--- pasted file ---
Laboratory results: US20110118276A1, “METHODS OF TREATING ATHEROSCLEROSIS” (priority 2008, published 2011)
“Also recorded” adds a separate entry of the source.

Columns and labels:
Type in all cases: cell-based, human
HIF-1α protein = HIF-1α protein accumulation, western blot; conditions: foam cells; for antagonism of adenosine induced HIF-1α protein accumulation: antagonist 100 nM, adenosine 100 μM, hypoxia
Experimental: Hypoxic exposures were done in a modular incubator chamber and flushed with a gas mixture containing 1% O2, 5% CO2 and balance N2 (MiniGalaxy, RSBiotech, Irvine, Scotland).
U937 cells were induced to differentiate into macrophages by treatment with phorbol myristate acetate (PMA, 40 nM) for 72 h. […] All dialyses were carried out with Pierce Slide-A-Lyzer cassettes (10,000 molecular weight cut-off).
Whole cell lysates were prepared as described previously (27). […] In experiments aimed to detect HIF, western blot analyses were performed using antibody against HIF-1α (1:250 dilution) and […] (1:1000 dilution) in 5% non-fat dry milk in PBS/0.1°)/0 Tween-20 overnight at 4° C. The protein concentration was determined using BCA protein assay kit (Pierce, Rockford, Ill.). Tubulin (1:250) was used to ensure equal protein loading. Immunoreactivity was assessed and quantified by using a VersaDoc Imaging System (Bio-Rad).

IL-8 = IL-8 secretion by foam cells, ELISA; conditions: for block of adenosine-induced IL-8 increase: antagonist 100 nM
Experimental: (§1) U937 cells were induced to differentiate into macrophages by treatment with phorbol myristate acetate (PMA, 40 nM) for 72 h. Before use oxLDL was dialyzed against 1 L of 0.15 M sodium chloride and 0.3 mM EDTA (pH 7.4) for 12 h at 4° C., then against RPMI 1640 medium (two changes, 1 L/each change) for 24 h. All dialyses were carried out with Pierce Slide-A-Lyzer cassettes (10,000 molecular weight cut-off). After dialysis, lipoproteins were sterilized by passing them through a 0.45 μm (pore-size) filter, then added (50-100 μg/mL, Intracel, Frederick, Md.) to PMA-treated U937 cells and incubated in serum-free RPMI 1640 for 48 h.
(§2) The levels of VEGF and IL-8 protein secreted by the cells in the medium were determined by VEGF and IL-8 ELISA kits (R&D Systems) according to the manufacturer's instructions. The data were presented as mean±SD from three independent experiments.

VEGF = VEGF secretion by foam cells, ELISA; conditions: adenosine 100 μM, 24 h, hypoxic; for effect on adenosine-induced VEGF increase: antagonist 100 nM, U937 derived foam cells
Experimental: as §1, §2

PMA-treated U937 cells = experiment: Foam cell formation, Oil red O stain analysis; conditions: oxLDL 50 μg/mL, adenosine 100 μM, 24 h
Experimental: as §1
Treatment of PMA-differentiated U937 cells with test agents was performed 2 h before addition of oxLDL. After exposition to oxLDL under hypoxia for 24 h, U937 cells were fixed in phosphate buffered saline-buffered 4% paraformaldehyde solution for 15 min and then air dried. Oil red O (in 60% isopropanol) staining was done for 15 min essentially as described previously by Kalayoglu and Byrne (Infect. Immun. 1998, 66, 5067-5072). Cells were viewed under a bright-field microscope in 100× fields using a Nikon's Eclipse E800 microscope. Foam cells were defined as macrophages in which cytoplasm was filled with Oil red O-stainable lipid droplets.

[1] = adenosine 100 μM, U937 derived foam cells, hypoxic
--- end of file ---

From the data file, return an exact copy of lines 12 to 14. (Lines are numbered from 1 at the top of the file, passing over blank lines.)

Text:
VEGF = VEGF secretion by foam cells, ELISA; conditions: adenosine 100 μM, 24 h, hypoxic; for effect on adenosine-induced VEGF increase: antagonist 100 nM, U937 derived foam cells
Experimental: as §1, §2

PMA-treated U937 cells = experiment: Foam cell formation, Oil red O stain analysis; conditions: oxLDL 50 μg/mL, adenosine 100 μM, 24 h